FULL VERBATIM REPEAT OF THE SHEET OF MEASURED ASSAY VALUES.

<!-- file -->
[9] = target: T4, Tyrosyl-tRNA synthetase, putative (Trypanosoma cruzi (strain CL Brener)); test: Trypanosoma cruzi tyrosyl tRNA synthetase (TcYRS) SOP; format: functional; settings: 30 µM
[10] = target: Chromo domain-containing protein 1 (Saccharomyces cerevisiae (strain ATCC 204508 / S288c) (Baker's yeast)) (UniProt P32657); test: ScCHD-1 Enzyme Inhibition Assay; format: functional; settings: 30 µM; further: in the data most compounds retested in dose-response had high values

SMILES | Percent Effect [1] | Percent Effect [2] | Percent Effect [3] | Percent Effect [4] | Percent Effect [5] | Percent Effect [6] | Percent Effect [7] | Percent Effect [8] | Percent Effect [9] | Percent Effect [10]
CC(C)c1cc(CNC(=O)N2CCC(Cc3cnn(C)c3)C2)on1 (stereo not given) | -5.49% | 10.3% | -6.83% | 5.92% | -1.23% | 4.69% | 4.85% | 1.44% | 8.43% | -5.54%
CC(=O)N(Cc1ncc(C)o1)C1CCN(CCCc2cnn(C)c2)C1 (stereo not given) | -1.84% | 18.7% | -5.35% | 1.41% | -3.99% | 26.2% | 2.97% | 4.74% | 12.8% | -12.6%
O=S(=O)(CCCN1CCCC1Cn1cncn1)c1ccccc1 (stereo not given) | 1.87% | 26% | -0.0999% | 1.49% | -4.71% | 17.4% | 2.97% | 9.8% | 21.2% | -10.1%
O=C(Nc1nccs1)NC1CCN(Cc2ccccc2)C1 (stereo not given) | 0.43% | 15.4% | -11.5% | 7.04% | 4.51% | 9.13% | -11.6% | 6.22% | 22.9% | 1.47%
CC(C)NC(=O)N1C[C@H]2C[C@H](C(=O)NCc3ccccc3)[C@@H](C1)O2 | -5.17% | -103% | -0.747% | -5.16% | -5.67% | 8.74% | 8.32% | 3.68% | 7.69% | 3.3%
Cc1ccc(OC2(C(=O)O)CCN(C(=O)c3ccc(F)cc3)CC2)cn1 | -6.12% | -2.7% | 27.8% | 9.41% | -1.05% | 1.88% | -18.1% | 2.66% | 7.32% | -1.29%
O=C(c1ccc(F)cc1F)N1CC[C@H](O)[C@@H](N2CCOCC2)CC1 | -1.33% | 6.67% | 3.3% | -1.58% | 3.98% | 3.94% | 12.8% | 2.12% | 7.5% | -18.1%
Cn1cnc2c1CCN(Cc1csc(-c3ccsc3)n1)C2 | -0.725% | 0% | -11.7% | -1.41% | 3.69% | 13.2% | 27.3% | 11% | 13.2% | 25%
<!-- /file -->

[9] = target: T4, Tyrosyl-tRNA synthetase, putative (Trypanosoma cruzi (strain CL Brener)); test: Trypanosoma cruzi tyrosyl tRNA synthetase (TcYRS) SOP; format: functional; settings: 30 µM
[10] = target: Chromo domain-containing protein 1 (Saccharomyces cerevisiae (strain ATCC 204508 / S288c) (Baker's yeast)) (UniProt P32657); test: ScCHD-1 Enzyme Inhibition Assay; format: functional; settings: 30 µM; further: in the data most compounds retested in dose-response had high values

SMILES | Percent Effect [1] | Percent Effect [2] | Percent Effect [3] | Percent Effect [4] | Percent Effect [5] | Percent Effect [6] | Percent Effect [7] | Percent Effect [8] | Percent Effect [9] | Percent Effect [10]
CC(C)c1cc(CNC(=O)N2CCC(Cc3cnn(C)c3)C2)on1 (stereo not given) | -5.49% | 10.3% | -6.83% | 5.92% | -1.23% | 4.69% | 4.85% | 1.44% | 8.43% | -5.54%
CC(=O)N(Cc1ncc(C)o1)C1CCN(CCCc2cnn(C)c2)C1 (stereo not given) | -1.84% | 18.7% | -5.35% | 1.41% | -3.99% | 26.2% | 2.97% | 4.74% | 12.8% | -12.6%
O=S(=O)(CCCN1CCCC1Cn1cncn1)c1ccccc1 (stereo not given) | 1.87% | 26% | -0.0999% | 1.49% | -4.71% | 17.4% | 2.97% | 9.8% | 21.2% | -10.1%
O=C(Nc1nccs1)NC1CCN(Cc2ccccc2)C1 (stereo not given) | 0.43% | 15.4% | -11.5% | 7.04% | 4.51% | 9.13% | -11.6% | 6.22% | 22.9% | 1.47%
CC(C)NC(=O)N1C[C@H]2C[C@H](C(=O)NCc3ccccc3)[C@@H](C1)O2 | -5.17% | -103% | -0.747% | -5.16% | -5.67% | 8.74% | 8.32% | 3.68% | 7.69% | 3.3%
Cc1ccc(OC2(C(=O)O)CCN(C(=O)c3ccc(F)cc3)CC2)cn1 | -6.12% | -2.7% | 27.8% | 9.41% | -1.05% | 1.88% | -18.1% | 2.66% | 7.32% | -1.29%
O=C(c1ccc(F)cc1F)N1CC[C@H](O)[C@@H](N2CCOCC2)CC1 | -1.33% | 6.67% | 3.3% | -1.58% | 3.98% | 3.94% | 12.8% | 2.12% | 7.5% | -18.1%
Cn1cnc2c1CCN(Cc1csc(-c3ccsc3)n1)C2 | -0.725% | 0% | -11.7% | -1.41% | 3.69% | 13.2% | 27.3% | 11% | 13.2% | 25%